Because no one wants to fall asleep in the middle of an important meeting...
Want to figure out how to get your shut-eye back on schedule after a long haul adventure? There’s no one-size fits all approach, but it can be done – especially when you’ve got the wisdom of a sleep expert on your side.
‘Getting back into your original sleeping pattern is no mean feat,’ admits Holly Housby, who works with Sealy UK, the world’s largest bed manufacturer (and therefore knows more than a little something about a good night’s sleep). ‘It takes time, and you can’t rush it, so be patient and try practising a mindful bedtime routine.’
‘Don’t panic, as this will just make it harder to slot back into your usual sleep routine. Getting over jet lag is a gradual process, on average taking around three days, but it can be helped along.’
From the right foods to eat to the best times to fly, we’ve got the lowdown on stealing your sleep back from the clutches of jet lag. Eye masks at the ready…
One of the first (and best!) defences against jet lag is the time of your flight. “Try to book a flight which lands during daylight hours,” Holly advises. “Once you have arrived at your destination, go outside and do some exploring. The natural daylight will gradually help your body adjust to a new routine.”
“It’s also best to try and sleep throughout your flight so your body can get as much rest as possible to cope with the effects of jet lag when you land.”
Cut Out Caffeine
Caffeine seems like the obvious tool to help you to manage the symptoms of jet lag (you know, the super-fun tiredness that makes you want to cry and punch people simultaeneously), but Holly reckons you should give it a miss if you want to settle back into a proper pattern quickly.
“Drinking too much caffeine before bed can cause a restless night’s sleep,” she says. “While caffeine can help you stay awake in the day, drinking too much of it will inhibit your ability to sleep at night, and getting back into your sleep routine as quickly as possible is key to beating jet lag.”
Still need a hot bev fix? Try chamomile tea, which increases the levels of amino acid glycine in the body, causing your muscles to relax. “The anti-anxiety effects of glycine mean that chamomile tea is excellent for calming any stressful thoughts that affect our ability to get to sleep,” she adds.
And Booze (Soz)
Look, we’re not trying to killjoy all of your favourite vices, and tbh, we’re just as big fans of the inflight drink trolley as you are – but sadly, your sleep pattern isn’t.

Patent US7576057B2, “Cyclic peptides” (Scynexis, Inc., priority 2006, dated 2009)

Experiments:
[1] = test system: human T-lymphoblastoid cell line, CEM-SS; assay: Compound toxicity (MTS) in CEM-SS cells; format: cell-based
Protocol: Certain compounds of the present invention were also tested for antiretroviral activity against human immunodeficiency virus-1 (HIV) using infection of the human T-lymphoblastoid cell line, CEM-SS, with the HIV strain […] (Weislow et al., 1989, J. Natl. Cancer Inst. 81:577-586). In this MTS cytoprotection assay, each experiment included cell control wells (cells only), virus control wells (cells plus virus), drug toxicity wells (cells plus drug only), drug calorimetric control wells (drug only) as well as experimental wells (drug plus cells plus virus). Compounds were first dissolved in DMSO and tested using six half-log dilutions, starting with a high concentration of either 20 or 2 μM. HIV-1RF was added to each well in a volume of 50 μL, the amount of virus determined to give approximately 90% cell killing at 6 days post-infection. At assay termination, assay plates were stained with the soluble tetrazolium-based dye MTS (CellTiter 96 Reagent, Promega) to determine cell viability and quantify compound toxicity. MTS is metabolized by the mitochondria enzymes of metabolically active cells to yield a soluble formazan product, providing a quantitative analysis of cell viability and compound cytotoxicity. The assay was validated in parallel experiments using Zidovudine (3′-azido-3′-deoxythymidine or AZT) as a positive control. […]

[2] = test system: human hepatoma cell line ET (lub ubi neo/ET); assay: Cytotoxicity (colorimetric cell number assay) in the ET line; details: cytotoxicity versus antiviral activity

Holly wants you to “avoid drinking alcohol before bed like the plague,” which should give you some idea of the amount of effort you should put into not downing that third G&T. “Drinking too much will dehydrate you and rapidly reduce your ability to achieve deep, REM sleep.”
Eat A Banana
“Bananas can be helpful when battling jet lag due to the naturally high amount of amino acid, tryptophan, that they contain. In addition to the sedative effects of tryptophan, bananas contain high levels of magnesium and potassium which work to relax the muscles,” Holly explains.
She also recommends oats and milk, both of which are a natural source of melatonin, the hormone that regulates our sleeping and waking cycles. Building a bowl of banana porridge into your daily diet post-holiday could cut your jet lag struggle much shorter.
Ditch The Screens
Obviously a comfortable and supportive bed is a key element of a great night’s sleep, but there are tons of other smaller tweaks you can make to your room to improve your chances of dropping off naturally – and leaving your phone outside of it is the biggie.
“First and foremost, turn off any electronic devices and keep your room cool and low lit,” Holly details. “Put away any cases or piles of clothes too as this will help promote a calm environment. If it’s particularly hot, go to sleep solo to help you keep cool.
“You can also use aromatherapy oils in the space, which will help you to unwind and switch off much more easily.”
In an ideal world, Holly’s advice is to give naps a miss altogether: “Although it may be tempting, and seem like the perfect way to get an energy boost, napping could stop you from sleeping as well through the night.”
However, if the droopy eyelids are becoming truly overwhelming, she says you can have a very quick sesh under the sheets if necessary. Just try to limit it to 10-20 minutes and no more – a sprint rather than a marathon, if you will.
Don’t Force It
Sleeping pills and other similar remedies are often recommended as solutions to jet lag, but Holly points out that sleeping pills don’t actually help you to recover; in fact, they’ll probably leave you feeling drowsy and even more lethargic instead. There are other, more natural solutions, like lavender spray.
“Resist the temptation of lying in bed watching television or checking work emails by instead opting for a soothing bubble bath, delving into your favourite book, or listening to relaxing music,” Holly instructs.
“Trying some breathing techniques would be highly beneficial in helping you fall asleep. Close your eyes and concentrate on slow and steady breathing – inhaling through the nose and exhaling through the mouth.”
“Think counting sheep, warm milk, hot baths and you’re along the right lines.”
From Cosmo UK
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